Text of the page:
In 1209, Genghis undertook his campaign to actually conquer Western Xia. Li Anquan requested aid from the Jin dynasty, but the new Jin emperor Wanyan Yongji refused to send aid, stating that "It is to our advantage when our enemies attack each other. Wherein lies the danger to us?" After defeating a force led by Gao Lianghui outside Wulahai, Genghis captured the city and pushed up along the Yellow River, defeating several cities as he went, until he reached the fortress Kiemen which guarded the only pass through the Helan Mountains to the capital, Yinchuan. Containing an army of up to 70,000, plus 50,000 reinforcements, the fortress proved too difficult to capture, and after a two-month stand-off the Mongols feinted a retreat, luring the garrison, led by Weiming Linggong, out onto the field where it was easily destroyed. His path now open, Genghis advanced to the capital. Well fortified, Yinchuan held about 150,000 soldiers, nearly twice the size of the Mongol army. One of their first endeavours at siege warfare, the Mongols lacked the proper equipment and experience to take the city. They arrived at the city in May, but by October were still unsuccessful at breaking through. Genghis attempted to flood the capital by diverting the river and its network of irrigation canals into the city, and by January 1210 the walls of Yinchuan were nearly breached. However, the dike used to divert the river broke, and the ensuing flood wiped out the Mongol camp, forcing the Mongols to take the higher ground. Despite this setback, the Mongols still posed a threat to Western Xia, and with the state's crops destroyed and no relief coming from the Jin, Li Anquan agreed to submit to Mongol rule, demonstrating his loyalty by giving a daughter, Chaka, in marriage to Genghis and paying a tribute of camels, falcons, and textiles.
Western Xia as a Mongol vassalEdit
In 1210, Western Xia attacked the Jin dynasty as punishment for their refusal to aid them against the Mongols. The following year, the Mongols joined Western Xia and began a 23-year-long campaign against Jin. The same year Li Anquan abdicated the throne, and subsequently died, after Shenzong seized power.
However, despite aiding the Mongols against Jin, in 1217 when Genghis Khan requested help for his Central Asian campaigns, Western Xia refused to commit troops, and as a warning the Mongols besieged the capital before withdrawing. In 1219, Genghis Khan launched his campaign against the Khwarazmian dynasty in Central Asia, and requested military aid from Western Xia. However, the emperor and his military commander Asha refused to take part in the campaign, stating that if Genghis had too few troops to attack Khwarazm, then he had no claim to supreme power. Infuriated, Genghis swore vengeance and left to invade Khwarazm, while Western Xia attempted alliances with the Jin and Song dynasties against the Mongols.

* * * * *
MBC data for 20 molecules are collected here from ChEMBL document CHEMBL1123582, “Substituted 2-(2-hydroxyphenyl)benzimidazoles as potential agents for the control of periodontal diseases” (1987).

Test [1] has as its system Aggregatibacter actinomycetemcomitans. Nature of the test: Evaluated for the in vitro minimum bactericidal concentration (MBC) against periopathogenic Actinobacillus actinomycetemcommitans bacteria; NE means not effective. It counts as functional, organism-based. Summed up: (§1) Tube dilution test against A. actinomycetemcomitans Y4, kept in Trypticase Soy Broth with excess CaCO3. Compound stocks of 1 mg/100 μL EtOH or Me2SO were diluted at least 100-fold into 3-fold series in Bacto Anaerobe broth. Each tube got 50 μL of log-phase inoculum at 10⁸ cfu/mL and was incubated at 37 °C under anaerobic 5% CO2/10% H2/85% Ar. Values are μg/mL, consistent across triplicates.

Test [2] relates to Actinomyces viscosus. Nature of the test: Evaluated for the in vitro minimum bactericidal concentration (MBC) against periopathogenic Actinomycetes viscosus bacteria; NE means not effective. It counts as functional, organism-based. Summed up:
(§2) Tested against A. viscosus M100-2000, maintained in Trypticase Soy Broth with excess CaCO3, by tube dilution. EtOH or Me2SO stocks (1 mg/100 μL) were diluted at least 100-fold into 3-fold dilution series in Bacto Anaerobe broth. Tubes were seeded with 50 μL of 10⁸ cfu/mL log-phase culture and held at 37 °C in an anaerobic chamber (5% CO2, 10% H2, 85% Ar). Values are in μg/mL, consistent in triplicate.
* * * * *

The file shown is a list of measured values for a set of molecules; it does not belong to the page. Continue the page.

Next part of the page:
After defeating Khwarazm in 1221, Genghis prepared his armies to punish Western Xia for their betrayal. Meanwhile, Emperor Shenzong stepped down from power in 1223, leaving his son, Xianzong, in his place. In 1225, Genghis Khan attacked with a force of approximately 180,000. After taking Khara-Khoto, the Mongols began a steady advance southward. Asha, commander of the Western Xia troops, could not afford to meet the Mongols as it would involve an exhausting westward march from the capital Yinchuan through 500 kilometres of desert. With no army to meet them in pitched battle, the Mongols picked the best targets for attack and as each city fell the Mongols would draw on prisoners, defectors, supplies, and weapons to take the next one. Enraged by Western Xia's fierce resistance, Genghis engaged the countryside in annihilative warfare and ordered his generals to systematically destroy cities and garrisons as they went. Two months after taking Khara-Khoto, the Mongols reached a point where the Qilian Mountains force the Etsin River eastward, about 300 kilometers south of Khara-Khoto. At this point, Genghis divided his army, sending general Subutai to take care of the westernmost cities, while the main force moved east into the heart of the Western Xia Empire. Genghis lay siege to Suzhou, which fell after five weeks. Genghis then moved to Ganzhou, the hometown of his general Chagaan. Chagaan's father still commanded the city garrison, so Chagaan attempted negotiations with him. However, the second-in-command of the city staged a coup, killed Chagaan's father, and refused to surrender. The city took five months to subdue, and though the now furious Genghis threatened vengeance, Chagaan convinced him to only kill the 35 conspirators who killed Chagaan's father.